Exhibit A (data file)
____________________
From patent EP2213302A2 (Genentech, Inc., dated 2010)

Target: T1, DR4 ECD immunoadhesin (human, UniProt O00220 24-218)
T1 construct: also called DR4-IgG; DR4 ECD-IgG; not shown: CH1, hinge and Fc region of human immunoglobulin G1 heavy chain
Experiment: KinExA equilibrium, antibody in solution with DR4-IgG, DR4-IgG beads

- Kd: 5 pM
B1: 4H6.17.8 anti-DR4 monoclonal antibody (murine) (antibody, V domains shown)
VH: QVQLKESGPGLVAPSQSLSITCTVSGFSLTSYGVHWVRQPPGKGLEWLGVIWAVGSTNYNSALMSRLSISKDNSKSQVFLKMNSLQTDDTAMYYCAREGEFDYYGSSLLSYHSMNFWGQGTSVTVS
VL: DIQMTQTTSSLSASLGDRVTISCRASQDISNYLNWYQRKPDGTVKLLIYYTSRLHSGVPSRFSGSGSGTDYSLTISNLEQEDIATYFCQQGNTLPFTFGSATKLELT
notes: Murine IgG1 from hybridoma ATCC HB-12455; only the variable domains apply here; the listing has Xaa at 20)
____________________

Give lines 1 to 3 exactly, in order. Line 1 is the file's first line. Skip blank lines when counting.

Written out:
From patent EP2213302A2 (Genentech, Inc., dated 2010)

Target: T1, DR4 ECD immunoadhesin (human, UniProt O00220 24-218)
T1 construct: also called DR4-IgG; DR4 ECD-IgG; not shown: CH1, hinge and Fc region of human immunoglobulin G1 heavy chain